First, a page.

The UK's security agencies acted unlawfully over about 15 years by collecting large quantities of data on individual UK citizens without proper oversight, a tribunal ruled yesterday.

Following a legal challenge by campaign group Privacy International, the Investigatory Powers Tribunal (IPT) ruled that data collection by GCHQ, MI5 and MI6 did not comply with the European Convention on Human Rights (ECHR), which was made enforceable in the UK by the Human Rights Act 1998, until a published supervision regime was implemented in November 2015.

Chaired by Mr Justice Burton, the tribunal found that the collection of bulk communications data (BCD) – covering who made what phone and web-based communications with whom, though not the content – failed to comply with the article 8 right to privacy prior to the 2015 regime. Similarly the retention of bulk personal datasets infringed article 8 for the decade up to March 2015, at which point the practice was publicly acknowledged.

GCHQ claimed that the practices were vital for identifying and developing intelligence targets, but its methods were held to infringe article 8, under which any interference with personal data must be lawful and necessary.

Section 94 of the Telecommunications Act 1984, under which the data were collected, was held not to give sufficient indication that the powers conferred could be used for this purpose. "It seems difficult to conclude that the use of BCD was foreseeable by the public when it was not explained to Parliament”, the tribunal stated.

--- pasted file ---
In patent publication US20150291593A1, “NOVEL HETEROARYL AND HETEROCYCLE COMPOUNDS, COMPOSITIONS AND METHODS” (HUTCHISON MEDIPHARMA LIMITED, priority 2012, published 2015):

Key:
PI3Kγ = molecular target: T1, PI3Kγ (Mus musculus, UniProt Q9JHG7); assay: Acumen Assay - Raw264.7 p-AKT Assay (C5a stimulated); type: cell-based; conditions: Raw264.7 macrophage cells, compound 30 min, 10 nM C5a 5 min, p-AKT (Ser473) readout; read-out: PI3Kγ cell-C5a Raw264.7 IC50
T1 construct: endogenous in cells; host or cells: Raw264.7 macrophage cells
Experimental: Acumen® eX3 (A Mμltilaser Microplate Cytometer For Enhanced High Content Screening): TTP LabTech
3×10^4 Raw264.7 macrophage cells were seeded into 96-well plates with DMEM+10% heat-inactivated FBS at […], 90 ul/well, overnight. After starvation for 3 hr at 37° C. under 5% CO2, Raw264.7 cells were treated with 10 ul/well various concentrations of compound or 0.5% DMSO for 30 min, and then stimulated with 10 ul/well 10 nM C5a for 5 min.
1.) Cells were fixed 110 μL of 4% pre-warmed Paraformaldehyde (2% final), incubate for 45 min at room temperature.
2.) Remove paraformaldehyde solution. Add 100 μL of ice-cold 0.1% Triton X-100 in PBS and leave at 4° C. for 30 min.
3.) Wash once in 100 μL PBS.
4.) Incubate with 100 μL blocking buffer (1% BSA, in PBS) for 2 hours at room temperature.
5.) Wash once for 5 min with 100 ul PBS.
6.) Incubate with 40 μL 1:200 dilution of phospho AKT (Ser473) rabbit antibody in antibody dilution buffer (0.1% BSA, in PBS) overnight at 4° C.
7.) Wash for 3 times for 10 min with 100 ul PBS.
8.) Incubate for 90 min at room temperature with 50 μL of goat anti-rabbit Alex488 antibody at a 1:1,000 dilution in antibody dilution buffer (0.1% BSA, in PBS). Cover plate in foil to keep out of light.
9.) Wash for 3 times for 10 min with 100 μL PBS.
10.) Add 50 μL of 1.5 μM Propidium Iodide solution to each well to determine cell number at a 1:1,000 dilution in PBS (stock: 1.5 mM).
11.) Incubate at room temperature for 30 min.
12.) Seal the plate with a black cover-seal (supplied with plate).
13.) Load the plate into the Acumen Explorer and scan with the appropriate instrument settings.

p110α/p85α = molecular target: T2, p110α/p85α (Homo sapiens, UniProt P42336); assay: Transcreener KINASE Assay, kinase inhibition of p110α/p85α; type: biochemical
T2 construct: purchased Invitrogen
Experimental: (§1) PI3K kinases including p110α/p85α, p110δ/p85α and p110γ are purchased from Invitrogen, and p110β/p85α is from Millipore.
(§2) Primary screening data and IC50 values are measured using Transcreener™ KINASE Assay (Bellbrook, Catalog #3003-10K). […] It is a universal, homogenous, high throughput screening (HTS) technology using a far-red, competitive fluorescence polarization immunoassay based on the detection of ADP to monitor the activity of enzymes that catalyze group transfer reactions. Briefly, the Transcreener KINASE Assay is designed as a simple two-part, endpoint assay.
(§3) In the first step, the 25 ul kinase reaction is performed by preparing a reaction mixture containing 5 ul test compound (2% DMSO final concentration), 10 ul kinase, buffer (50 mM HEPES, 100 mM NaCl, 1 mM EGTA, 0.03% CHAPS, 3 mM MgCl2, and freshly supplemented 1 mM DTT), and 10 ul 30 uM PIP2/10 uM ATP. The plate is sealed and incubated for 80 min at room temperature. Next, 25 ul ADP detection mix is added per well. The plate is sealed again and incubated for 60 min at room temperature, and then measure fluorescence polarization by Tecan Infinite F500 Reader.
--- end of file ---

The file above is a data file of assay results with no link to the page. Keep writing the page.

The policy now in force includes guidance as to how collected data should be acquired, managed and destroyed.

In a statement the Home Office said it was pleased that the tribunal had confirmed the current lawfulness of the existing bulk communications data and bulk personal dataset regimes. The Government was "committed" to providing greater transparency and stronger safeguards for bulk data collection powers available to intelligence agencies.

The Investigatory Powers Bill now before Parliament will provide a further statutory basis for bulk data collection and retention, but opponents continue to claim that it does not go far enough to make the security services accountable.